In this video, you can see a plot being prepared from start to finish and the seeds being broadcast by hand.
Once you’ve sown your seeds, cover them and hopefully they’ll start to sprout in around a week.
We need air to survive, and the air we breathe is made up mostly of nitrogen, followed by oxygen, water, carbon dioxide, ozone, and other trace components.
Legumes use rhizobia bacteria to turn atmospheric nitrogen gas into ammonia nitrogen which can be used by the plant.
This happens in a very specialized root system where nodules are formed that provide the plant with all the nitrogen it needs.
Not all soils contain the rhizobial species necessary for this process, so no nodules will form on the roots and the crop will be reliant on the nitrogen available in the soil.
The result of this can be weak growth or plants that are not a healthy dark green color.
By introducing the right rhizobia species, Rhizobium or Bradyrhizobium, this problem can be overcome.
The rhizobia must be added to the seeds just before planting or directly into the seedbed along with the seeds. Then it is more likely the soybean roots will develop the desired nodules.
This process is called legume inoculation, and the product they are inoculated with is called an Inoculum.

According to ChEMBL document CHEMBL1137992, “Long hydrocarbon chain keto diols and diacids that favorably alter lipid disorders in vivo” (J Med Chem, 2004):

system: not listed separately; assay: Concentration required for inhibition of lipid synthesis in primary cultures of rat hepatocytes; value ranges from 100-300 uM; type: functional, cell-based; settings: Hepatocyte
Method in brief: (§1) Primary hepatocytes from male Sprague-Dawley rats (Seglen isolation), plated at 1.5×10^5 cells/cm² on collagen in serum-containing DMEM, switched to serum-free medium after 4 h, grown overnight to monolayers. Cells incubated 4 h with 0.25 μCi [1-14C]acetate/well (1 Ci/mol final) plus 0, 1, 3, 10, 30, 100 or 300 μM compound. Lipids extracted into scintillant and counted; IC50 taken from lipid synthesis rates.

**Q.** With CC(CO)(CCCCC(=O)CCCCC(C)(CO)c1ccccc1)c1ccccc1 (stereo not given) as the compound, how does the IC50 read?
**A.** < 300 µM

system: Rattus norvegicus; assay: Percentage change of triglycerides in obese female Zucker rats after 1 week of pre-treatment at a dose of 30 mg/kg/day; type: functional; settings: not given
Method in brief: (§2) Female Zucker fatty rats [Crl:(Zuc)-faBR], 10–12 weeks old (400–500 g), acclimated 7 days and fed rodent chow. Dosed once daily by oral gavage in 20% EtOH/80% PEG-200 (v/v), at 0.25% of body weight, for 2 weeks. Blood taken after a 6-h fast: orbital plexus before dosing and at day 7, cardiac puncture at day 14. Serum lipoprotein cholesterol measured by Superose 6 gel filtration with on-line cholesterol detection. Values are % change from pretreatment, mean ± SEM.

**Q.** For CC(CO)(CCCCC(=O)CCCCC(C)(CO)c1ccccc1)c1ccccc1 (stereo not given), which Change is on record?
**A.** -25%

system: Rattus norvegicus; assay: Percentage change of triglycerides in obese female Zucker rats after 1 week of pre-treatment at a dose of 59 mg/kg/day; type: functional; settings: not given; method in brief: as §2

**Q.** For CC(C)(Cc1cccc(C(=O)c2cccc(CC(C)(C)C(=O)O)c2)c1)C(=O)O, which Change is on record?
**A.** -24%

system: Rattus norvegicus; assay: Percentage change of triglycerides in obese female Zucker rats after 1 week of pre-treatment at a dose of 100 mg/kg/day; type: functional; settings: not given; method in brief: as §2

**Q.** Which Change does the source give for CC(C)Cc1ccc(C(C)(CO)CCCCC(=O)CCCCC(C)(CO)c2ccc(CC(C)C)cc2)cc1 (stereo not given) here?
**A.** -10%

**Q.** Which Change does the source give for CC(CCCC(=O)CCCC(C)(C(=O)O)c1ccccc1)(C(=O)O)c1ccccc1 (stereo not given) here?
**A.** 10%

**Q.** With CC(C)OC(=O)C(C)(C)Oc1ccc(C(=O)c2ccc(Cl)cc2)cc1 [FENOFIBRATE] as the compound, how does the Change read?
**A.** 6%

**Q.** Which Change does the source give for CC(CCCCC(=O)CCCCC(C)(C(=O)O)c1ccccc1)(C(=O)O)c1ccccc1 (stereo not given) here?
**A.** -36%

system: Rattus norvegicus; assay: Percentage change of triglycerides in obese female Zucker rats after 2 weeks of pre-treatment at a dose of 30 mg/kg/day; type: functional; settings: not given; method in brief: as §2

If another legume was grown in the field just before the soybeans, then there may already be sufficient rhizobial species to let the soybean roots form nodules, although this isn’t always the case.
Usually, you’ll receive instructions about inoculation with the seeds if you buy them from a reputable supplier.
Should You Plant Soybeans for Deer?
Even though deer love soybeans, there are situations when you shouldn’t plant a food plot of them.
Find out if neighboring farms are planting soybeans, as if the frequency is high in your area, or if a close neighbor is sowing a large plot, it could be that deer won’t be attracted to your smaller one.
If your soil is poor, then you may find your crop of soybean plants is no good, and you’ll have wasted a lot of time, money, and effort for nothing.
In areas where there is a very high deer density, small plots are more likely to get decimated almost as soon as they begin growing. To become properly established, you’ll need to protect them.
If you want to use fertilizer to feed your soybeans, be sure to use a low nitrogen mix. Follow directions closely to provide the correct amount for the size of your plot.
Should you decide to grow soybeans for deer, you can be sure it’s a good choice. It will help to meet the nutritional needs of your deer population from summer through to winter.
With the right conditions, soybeans are easy to grow and require little maintenance.
If you’d like to find out more about soybeans or have other small farm or homestead interests, why not take a look at the rest of the information available on our site.